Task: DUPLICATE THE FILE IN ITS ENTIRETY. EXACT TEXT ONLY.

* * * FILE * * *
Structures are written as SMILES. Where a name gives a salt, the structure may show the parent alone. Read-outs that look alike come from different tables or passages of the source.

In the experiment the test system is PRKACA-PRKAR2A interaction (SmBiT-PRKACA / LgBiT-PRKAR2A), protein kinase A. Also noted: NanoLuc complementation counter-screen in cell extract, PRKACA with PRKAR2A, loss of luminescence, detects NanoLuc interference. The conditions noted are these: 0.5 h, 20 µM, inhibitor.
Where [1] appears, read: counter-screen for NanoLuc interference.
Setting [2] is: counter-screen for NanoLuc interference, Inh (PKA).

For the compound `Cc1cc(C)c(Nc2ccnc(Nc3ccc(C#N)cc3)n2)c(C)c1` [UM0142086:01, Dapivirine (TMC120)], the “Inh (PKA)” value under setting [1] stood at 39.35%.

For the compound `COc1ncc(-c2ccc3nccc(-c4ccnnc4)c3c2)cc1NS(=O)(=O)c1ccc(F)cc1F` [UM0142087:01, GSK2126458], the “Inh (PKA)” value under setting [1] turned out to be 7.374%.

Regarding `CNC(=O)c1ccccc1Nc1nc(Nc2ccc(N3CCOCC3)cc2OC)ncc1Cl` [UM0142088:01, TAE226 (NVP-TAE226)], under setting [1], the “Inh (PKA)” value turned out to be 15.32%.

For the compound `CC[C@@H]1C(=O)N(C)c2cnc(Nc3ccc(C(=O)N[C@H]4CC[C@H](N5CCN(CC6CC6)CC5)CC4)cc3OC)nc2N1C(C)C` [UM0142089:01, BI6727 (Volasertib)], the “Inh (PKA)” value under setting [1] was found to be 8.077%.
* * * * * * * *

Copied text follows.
Structures are written as SMILES. Where a name gives a salt, the structure may show the parent alone. Read-outs that look alike come from different tables or passages of the source.

In the experiment the test system is PRKACA-PRKAR2A interaction (SmBiT-PRKACA / LgBiT-PRKAR2A), protein kinase A. Also noted: NanoLuc complementation counter-screen in cell extract, PRKACA with PRKAR2A, loss of luminescence, detects NanoLuc interference. The conditions noted are these: 0.5 h, 20 µM, inhibitor.
Where [1] appears, read: counter-screen for NanoLuc interference.
Setting [2] is: counter-screen for NanoLuc interference, Inh (PKA).

For the compound `Cc1cc(C)c(Nc2ccnc(Nc3ccc(C#N)cc3)n2)c(C)c1` [UM0142086:01, Dapivirine (TMC120)], the “Inh (PKA)” value under setting [1] stood at 39.35%.

For the compound `COc1ncc(-c2ccc3nccc(-c4ccnnc4)c3c2)cc1NS(=O)(=O)c1ccc(F)cc1F` [UM0142087:01, GSK2126458], the “Inh (PKA)” value under setting [1] turned out to be 7.374%.

Regarding `CNC(=O)c1ccccc1Nc1nc(Nc2ccc(N3CCOCC3)cc2OC)ncc1Cl` [UM0142088:01, TAE226 (NVP-TAE226)], under setting [1], the “Inh (PKA)” value turned out to be 15.32%.

For the compound `CC[C@@H]1C(=O)N(C)c2cnc(Nc3ccc(C(=O)N[C@H]4CC[C@H](N5CCN(CC6CC6)CC5)CC4)cc3OC)nc2N1C(C)C` [UM0142089:01, BI6727 (Volasertib)], the “Inh (PKA)” value under setting [1] was found to be 8.077%.